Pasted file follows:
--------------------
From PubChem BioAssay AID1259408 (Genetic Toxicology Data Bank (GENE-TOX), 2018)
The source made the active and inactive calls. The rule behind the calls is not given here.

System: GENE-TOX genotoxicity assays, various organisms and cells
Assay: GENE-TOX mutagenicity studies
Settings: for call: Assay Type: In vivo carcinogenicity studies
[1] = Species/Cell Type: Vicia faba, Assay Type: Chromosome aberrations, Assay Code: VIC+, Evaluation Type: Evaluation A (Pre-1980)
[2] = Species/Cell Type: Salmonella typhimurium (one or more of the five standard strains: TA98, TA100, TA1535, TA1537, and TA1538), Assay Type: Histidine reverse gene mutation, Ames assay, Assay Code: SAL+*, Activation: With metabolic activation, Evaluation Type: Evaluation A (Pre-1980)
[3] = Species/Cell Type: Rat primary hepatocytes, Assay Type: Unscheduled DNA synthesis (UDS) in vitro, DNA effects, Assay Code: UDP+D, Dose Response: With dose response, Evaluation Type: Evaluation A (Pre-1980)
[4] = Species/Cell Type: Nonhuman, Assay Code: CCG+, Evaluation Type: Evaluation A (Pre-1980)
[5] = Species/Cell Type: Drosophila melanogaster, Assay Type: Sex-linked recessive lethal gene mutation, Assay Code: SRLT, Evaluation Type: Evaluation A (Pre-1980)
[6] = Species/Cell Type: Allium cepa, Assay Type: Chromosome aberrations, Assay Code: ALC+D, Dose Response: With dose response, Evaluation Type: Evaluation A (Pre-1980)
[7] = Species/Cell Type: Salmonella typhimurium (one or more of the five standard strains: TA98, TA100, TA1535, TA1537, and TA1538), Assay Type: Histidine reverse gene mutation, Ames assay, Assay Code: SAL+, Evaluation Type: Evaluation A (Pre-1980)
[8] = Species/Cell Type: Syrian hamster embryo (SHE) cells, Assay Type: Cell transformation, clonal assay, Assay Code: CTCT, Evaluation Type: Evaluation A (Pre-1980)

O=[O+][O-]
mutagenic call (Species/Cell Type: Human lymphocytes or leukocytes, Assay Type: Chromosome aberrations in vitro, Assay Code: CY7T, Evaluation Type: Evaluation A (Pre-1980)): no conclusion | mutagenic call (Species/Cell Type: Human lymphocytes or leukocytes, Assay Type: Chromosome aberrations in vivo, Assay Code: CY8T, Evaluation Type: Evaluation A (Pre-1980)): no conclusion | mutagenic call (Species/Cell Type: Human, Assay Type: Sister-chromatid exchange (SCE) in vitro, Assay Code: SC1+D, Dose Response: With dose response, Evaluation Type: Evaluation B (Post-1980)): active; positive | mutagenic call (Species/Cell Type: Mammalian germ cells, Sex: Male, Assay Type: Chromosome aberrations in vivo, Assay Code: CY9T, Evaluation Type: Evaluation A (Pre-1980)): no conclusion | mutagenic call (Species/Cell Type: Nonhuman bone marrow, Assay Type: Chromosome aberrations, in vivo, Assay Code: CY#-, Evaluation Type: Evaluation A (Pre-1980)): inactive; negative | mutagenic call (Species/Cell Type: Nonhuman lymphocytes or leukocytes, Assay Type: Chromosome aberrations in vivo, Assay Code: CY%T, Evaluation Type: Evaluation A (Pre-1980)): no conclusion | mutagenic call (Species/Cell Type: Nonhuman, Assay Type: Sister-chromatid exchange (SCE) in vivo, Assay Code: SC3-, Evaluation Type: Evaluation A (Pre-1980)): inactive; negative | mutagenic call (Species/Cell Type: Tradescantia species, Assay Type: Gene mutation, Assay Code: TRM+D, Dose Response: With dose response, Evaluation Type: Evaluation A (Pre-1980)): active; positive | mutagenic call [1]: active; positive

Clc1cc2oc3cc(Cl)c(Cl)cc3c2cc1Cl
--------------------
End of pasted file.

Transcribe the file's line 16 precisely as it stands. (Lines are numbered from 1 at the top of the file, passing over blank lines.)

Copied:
Clc1cc2oc3cc(Cl)c(Cl)cc3c2cc1Cl